Jürgen Schanz manufactures knives, sabers and swords by hand. His cutting-edge collector’s items have won the hearts of enthusiasts all around the world.
It sometimes happens that Jürgen Schanz departs the town of Stutensee in Germany’s Baden region and flies halfway around the world to discuss an order with a king or a prince. Personal contact with the sovereigns among his clientele is one of the highly satisfying aspects found in working on what he calls the crème de la crème of his craft. This artisan, now 43 years old, manufactures swords by hand and these are highly esteemed in international collectors’ circles. But he also has an eye for less exotic implements, making those knives to customer specifications and contributing his own passion for the work.
Beginning right with his “journeyman’s piece”, submitted in 1991 at the age of 21, it was clear that his talents were exceptional. It was on the basis of a Malaysian kris, a dagger with the characteristic wavy blade, that he was honored as the “National Winner in the Crafts” in 1992. This award made it possible for him to skip the usual journeyman’s years and, just a year and a half later, completed his master craftsman’s examination with the submission of a Japanese sword. In his workshop near Karlsruhe, this father of three not only crafts unusual sabers and swords for crowned heads or enthusiastic collectors. He also demonstrates his skills when making up hunting, survival and culinary knives — and other special-purpose blades. The primary challenge here is sensing what the customer really wants. “The ultimate purpose is important.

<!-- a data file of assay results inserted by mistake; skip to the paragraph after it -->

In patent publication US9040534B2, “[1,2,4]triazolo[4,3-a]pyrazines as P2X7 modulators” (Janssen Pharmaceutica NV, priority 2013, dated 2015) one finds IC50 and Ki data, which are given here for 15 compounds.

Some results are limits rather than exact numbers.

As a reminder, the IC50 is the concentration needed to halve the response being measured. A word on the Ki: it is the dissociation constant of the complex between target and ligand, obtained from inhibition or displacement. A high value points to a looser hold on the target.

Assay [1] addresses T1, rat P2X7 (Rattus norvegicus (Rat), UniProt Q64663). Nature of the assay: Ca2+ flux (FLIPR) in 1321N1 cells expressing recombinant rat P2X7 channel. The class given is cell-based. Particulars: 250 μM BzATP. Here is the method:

Survival knives, for example, often have to be used like an axe. Choosing the right material is also critical. Diving knives must never rust, of course. And kitchen knives have to be made of a steel that can be honed to a very thin edge. It has to be hard, but it must never break,” Schanz explains.
Seven to eight hours of work are involved in making a simple knife. The master craftsman takes between forty and fifty hours to finish one of his exceptional swords. “It can happen that I rummage through the Internet for three weeks or so, looking for materials for the handles,” he reports. Regardless of whether we’re talking about special stones or prized woods — everything has to be perfect in the five or six spectacular beauties he makes every year. Neither does he leave anything to chance when crafting the blade. He purchases his steels only from select suppliers. Good-quality Damascus steel, with its distinctive pattern, is not always available. This perfectionist knew how to overcome that difficulty. “At the end of last year I bought a second company so that I can do my own forging.”
His customers are willing to pay top prices for this amount of quality and creativity. The prices for the finely decorated showcase pieces lie between 2,000 and more than 10,000 euros. His clientele is found all around the world and many of them became aware of Jürgen Schanz through his website. At least as important to him are small and exclusive trade shows and exhibitions where discerning collectors meet. “Personal contact is a must. Especially among Arabian customers, e-mails or phone calls simply don’t work.” He travels to the Côte d’Azur or to the Emirates — but to Russia, as well — to talk with interested parties about their ideas. This calls for a great deal of interpersonal empathy. “No single concept of beauty is absolute. The Arabs prefer gold and diamonds. We Europeans envision a sword in silver, trimmed with sapphires. Russian customers go for reserved elegance. This is a question of cultural traditions and we have to accept that,” Schanz notes pragmatically. It is often difficult to turn over one of his masterpieces after having invested so many hours of careful work. “But it is easier,” Jürgen Schanz notes, “when I know that the customer is pleased and can ultimately hold what he had envisioned.”
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